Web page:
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Intro to Backtesting in R: A Comprehensive Tutorial

Backtesting is a time machine for your trading strategies. You use it to test your ideas with historical market data, so you can evaluate how they would have performed. Imagine being able to go back in time and test your strategies in different market conditions before you risk any real money. That's the power of backtesting.

R is one of the best tools you have for backtesting. It's a programming language designed from the ground up for manipulating numbers and analyzing data.

This post will show you, step by step, how to use R for backtesting.

What is Backtesting?

Backtesting is testing a trading strategy with historical data in order to evaluate its performance and determine if it would have been profitable in the past. This process allows traders to simulate real-world scenarios and assess the effectiveness of their strategies before putting money at risk.

It's a crucial step in developing a successful trading strategy, as it helps traders identify potential weaknesses and make informed decisions about the viability of their ideas. With backtesting, traders can fine-tune their strategies and make data-driven decisions, improving their chances for success.

Why Use R for Backtesting?

R is a flexible platform for testing your strategies and seeing how they would have performed in the past. With its vast libraries and packages, R makes it easy to load and manipulate data, calculate performance metrics, and visualize results. R gives you the tools you need to take your backtesting to the next level and achieve your financial goals. 

Why Not Use R for Backtesting?

While R is a highly versatile and powerful tool, it may not be the best option for everyone. One potential drawback is that R has a steep learning curve for those who are not familiar with programming or statistical analysis.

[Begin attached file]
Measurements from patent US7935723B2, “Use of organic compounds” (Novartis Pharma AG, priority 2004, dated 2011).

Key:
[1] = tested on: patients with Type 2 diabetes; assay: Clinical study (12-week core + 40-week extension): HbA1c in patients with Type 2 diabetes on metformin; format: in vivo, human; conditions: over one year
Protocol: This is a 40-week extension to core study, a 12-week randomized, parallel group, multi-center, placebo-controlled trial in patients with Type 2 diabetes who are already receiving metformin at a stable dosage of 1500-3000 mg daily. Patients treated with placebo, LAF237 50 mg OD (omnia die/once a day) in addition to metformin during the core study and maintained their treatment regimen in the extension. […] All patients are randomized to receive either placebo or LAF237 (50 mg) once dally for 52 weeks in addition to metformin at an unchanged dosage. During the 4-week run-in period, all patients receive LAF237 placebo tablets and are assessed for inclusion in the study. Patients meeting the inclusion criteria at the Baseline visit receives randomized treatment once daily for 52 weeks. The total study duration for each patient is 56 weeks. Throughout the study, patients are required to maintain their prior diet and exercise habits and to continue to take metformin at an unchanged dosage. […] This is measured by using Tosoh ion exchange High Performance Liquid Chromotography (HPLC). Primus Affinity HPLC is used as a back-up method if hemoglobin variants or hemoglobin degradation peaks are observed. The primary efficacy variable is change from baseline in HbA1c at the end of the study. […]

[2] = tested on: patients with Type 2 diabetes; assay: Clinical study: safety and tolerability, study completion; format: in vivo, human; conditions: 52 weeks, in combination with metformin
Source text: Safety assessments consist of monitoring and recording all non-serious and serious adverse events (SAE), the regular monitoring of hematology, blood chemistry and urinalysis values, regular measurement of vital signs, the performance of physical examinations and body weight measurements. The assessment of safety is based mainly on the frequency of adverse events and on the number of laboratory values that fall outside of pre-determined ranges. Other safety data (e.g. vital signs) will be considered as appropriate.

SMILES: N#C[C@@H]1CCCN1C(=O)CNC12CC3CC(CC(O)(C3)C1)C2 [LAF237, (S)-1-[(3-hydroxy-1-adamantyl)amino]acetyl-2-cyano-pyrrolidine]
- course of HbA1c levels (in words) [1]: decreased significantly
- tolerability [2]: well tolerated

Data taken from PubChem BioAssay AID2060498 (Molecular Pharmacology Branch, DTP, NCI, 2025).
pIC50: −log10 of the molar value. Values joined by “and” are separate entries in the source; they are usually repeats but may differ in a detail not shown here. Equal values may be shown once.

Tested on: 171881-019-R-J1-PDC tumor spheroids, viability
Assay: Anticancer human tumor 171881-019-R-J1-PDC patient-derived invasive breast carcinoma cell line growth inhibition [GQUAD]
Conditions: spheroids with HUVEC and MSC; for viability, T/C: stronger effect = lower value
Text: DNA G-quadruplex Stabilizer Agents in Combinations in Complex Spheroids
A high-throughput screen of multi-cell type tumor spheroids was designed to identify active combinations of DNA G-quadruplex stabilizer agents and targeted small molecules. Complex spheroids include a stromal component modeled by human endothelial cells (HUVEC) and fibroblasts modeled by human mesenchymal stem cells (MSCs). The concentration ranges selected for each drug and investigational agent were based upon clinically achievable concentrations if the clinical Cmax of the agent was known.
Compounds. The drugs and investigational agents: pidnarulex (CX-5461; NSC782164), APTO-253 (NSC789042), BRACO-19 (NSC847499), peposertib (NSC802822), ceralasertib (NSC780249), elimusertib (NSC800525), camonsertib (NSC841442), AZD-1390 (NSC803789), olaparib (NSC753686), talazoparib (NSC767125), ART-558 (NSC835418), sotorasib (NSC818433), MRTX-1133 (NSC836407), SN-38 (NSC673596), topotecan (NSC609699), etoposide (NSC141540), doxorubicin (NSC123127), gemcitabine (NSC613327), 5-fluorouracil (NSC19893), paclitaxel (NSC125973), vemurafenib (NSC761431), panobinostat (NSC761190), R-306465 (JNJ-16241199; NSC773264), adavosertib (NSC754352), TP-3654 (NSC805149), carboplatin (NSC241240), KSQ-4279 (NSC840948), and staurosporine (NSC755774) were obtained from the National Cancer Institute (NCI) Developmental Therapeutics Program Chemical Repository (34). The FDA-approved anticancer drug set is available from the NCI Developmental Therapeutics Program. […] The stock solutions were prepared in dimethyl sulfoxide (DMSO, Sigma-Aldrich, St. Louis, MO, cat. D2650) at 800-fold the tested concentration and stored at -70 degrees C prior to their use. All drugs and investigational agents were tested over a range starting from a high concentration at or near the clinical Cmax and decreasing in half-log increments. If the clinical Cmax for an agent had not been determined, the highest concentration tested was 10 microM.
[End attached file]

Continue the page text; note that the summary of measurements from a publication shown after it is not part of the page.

Some traders may find that other software or platforms are better suited to their specific needs or preferences, particularly if they have specific requirements for data analysis or visualization. 

R also lends itself to code that isn't easy to reuse. You have to work around this if you want to create a set of backtesting tools.

{% cta-1 %}

Prerequisites

While the code in this tutorial is simple and easy to follow, you'll need a basic understanding of programming and R to follow. You'll also need to understand basic trading strategies. To keep this tutorial focused on R and backtesting. 

One of R's biggest strengths is the Comprehensive R Archive Network (CRAN.) It hosts a wealth of useful packages to help you build your trading strategies and backtesting system. To follow this tutorial, you'll need two packages: quantmod and PerformanceAnalytics.

I'll be using R Studio to write and execute the code, so I'll share screenshots from there. But you can run the code on the command line or use a different IDE, such as Visual Studio Code, PyCharm, or IntelliJ. 

Download the quantmod and Performance Analytics packages to your R environment, and import them at the top of your source file: 

Now, let's write some code. 

Quote: It hosts a wealth of useful packages to help you build your trading strategies and backtesting system.

Intro to Backtesting With R

You can break the backtesting process down into four essential steps: 

  1. Get historical pricing data.
  2. Use the data to create technical indicators.
  3. Apply the indicators to the prices.
  4. Backtest the strategy to see how it performs.

In order to make this code reusable, we'll create a function for each step. 

Download Pricing Data

Quantmod makes downloading your pricing data easy with the getSymbols() function. It supports many sources, including Yahoo, Google and OANDA. We'll use the default; Yahoo. 

After downloading the prices, we'll graph them. 

This function accepts a ticker and optional starting and ending dates for the data. If you omit the start and stop dates, it retrieves prices for 2010 - 2013.

GetSymbols returns a data frame with columns based on the symbol type.

So, if you call the function with "CSCO" for the ticker: 

GetSymbols returns a data frame with the relevant pricing fields. Here are the first few entries for CSCO:

Data frame with the relevant pricing fields with entries for CSCO